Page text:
# Is survival possible after having gravity reversed on the entire human race?

In the near future, an alien race finds Earth, learns how it and everything on it works, and begins to tamper with it. Somehow they figure out a way to flip the pull of Earth's gravity on only humans so we fall into space instead of falling to the ground.

They do this instantaneously to the entire human race and a theoretical half of the entire population is pushed into space and dies immediately (one half is sleeping inside, the other half is awake outside). Those who survive are now standing on whatever was above them and mad because they didn't get enough sleep. The survivors must figure out new means of transportation and general living techniques among many other things. Also, a vast majority of existing structures will be rendered useless.

Assuming the human race doesn't just decide to burrow into the ground and set up camp there, would we be able to adjust to this change in time to be able to survive? If so, how?

Notes:

1. Gravity's properties still work the same way. For example, you step out from under a platform and you fall upwards, accelerating at 9.8 m/s^2 until you reach terminal velocity and run out of oxygen.
2. Since only humans are put through this, all other living things stay the same. This means your cat is now on the ceiling (relative to you).
• Do you want this to be grounded in hard science? Consider adding a hard-science or science-based tag – DonyorM Oct 27 '15 at 16:58
• That would give a whole new meaning to having one's underwear ride up on them... – Cort Ammon - Reinstate Monica Oct 27 '15 at 17:26
• Going to the toilet becomes immensely risky task best undertaken with specialist training... – Joe Bloggs Oct 28 '15 at 10:12
• " accelerating at 9.8 m/s^2 until you reach terminal velocity " Nope. As you rise the air gets thinner, so your terminal velocity increases. You'll get out of the atmosphere before the gravity starts to fall in any major way, so you'll keep accelerating. Final velocity will be on the order of 11 km/sec. – WhatRoughBeast Jun 4 '16 at 0:54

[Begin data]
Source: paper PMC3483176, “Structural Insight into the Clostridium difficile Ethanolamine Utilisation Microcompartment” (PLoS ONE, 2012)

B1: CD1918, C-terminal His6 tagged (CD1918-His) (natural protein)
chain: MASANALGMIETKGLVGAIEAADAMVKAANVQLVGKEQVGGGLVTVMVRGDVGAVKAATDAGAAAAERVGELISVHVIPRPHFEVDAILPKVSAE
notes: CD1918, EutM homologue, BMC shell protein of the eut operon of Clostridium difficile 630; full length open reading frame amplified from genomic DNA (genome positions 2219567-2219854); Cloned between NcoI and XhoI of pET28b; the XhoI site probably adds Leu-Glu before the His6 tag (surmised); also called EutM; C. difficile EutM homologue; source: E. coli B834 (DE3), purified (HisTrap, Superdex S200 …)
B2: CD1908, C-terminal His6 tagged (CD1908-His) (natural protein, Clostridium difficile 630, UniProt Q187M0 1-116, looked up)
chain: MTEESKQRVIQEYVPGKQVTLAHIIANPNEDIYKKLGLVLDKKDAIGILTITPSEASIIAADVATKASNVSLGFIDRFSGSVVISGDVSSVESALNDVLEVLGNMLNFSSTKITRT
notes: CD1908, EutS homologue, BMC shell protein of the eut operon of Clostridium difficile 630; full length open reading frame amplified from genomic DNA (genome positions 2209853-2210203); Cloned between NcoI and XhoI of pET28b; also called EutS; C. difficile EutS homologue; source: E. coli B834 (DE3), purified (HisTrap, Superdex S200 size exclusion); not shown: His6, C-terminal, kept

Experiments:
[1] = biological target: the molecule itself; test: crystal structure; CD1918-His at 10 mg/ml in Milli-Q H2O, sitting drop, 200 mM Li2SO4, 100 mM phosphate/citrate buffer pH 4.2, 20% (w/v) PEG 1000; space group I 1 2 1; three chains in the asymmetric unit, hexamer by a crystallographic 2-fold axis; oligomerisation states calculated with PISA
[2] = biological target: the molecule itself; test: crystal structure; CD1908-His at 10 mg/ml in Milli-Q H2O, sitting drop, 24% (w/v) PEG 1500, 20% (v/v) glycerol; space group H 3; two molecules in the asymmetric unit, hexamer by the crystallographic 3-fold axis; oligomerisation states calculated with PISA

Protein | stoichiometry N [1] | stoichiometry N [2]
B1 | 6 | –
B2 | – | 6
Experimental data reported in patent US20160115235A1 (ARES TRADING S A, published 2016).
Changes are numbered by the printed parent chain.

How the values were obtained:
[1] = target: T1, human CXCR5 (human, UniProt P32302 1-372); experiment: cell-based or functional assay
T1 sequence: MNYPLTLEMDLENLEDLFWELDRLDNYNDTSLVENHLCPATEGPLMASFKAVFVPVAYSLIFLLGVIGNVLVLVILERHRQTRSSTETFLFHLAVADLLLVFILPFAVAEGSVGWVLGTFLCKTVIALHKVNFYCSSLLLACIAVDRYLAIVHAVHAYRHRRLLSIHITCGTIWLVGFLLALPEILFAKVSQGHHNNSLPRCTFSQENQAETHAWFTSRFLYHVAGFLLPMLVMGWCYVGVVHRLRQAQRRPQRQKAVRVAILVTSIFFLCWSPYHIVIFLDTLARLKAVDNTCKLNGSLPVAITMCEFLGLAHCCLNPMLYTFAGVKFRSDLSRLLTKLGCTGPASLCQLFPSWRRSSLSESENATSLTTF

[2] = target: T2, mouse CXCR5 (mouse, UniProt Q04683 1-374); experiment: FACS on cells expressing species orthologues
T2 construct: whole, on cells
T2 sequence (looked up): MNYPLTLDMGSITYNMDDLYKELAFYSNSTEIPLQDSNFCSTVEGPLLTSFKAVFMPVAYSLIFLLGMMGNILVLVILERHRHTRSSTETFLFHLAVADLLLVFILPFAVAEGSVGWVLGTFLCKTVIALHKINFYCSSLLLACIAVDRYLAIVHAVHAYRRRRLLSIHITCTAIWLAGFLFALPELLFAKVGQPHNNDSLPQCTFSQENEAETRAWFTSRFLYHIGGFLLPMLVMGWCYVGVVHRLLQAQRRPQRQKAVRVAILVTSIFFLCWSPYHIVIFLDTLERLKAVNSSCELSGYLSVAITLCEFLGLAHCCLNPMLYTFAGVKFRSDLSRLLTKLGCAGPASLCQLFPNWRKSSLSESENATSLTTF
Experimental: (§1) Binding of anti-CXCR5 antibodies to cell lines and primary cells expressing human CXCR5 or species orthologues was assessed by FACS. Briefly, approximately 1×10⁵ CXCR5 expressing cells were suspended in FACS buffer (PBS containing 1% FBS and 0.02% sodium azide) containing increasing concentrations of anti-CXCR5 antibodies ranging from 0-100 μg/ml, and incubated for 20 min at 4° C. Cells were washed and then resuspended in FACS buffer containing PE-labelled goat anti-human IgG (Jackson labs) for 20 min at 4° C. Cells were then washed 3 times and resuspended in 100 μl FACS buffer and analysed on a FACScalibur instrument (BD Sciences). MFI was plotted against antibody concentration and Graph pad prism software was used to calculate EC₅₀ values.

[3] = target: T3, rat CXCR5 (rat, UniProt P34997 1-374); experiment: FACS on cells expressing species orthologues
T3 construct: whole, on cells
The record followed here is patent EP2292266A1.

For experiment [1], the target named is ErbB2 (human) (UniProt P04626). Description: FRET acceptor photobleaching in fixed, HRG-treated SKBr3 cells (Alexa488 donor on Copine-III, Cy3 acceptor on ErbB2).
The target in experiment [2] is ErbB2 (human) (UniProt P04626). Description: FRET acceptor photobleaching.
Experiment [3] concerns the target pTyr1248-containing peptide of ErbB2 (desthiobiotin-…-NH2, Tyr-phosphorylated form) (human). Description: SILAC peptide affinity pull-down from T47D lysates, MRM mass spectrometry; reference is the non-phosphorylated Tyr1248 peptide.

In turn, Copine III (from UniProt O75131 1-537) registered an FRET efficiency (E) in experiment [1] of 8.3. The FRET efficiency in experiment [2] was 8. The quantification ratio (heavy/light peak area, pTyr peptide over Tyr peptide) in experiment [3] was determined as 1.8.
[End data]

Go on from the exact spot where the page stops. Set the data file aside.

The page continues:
• @Adam - "That's hardly my concern since I'm no physics guru" Sorry, but if you're going to invoke something like terminal velocity it is your obligation to understand it. Rejecting correction by claiming ignorance is not a great response. – WhatRoughBeast Jun 4 '16 at 1:53

Note that you will surpass terminal velocity, because you will rather quickly fall up through the atmosphere and continue on accelerating. Human flesh powered spacecraft, the Solar System is ours.

Apart from that, once the original confusion clears out, the best bet is to use weights - slightly more than your weight of lead (or rocks in low tech environments) will give you some very nice powers, like human powered flight. I imagine everyone using something like 120% of their body weight (to give some safety margin) of lead garment. People would generally prefer to stand inside, though.

• I think that weighted clothing is the answer like you say. They'd probably want to wear evenly distributed weights which have 200% the mass of their body, though: this would make the overall weight the same as what it used to be. – Max Williams Oct 27 '15 at 9:46
• Very good idea, you'll still need some adaptions to your house though. Think of changing your clothes, you'll need some special room for that. – Snake Oct 27 '15 at 11:30

We'd use weights to keep ourselves attached to the ground. It would be a pain and require a lot of work, but it's doable. For example, let's say you weigh 150kg. You could have two weights, each 80kg, attached to your wrists with a rope. You can now use those to "walk" upside down. Lots of people would probably never leave their house though, or would use motorized devices.

There's also nothing stopping you from driving a car as-is. It would be extremely difficult, but the car isn't going to float up, so it's a matter of reworking control surfaces to be upside down. The vast majority of parking garages would be reworked to be indoors, or at least have structurally strong ceilings. You might see ceilings over roads too, or at least over the sides so people can get out and do something to a vehicle.

There would be an adjustment period. I'd estimate a lot of people would die during this as crucial services are disrupted, but we'd adjust using the techniques above.

More interesting applications, however, are in the fact that humans now act as buoyancy devices.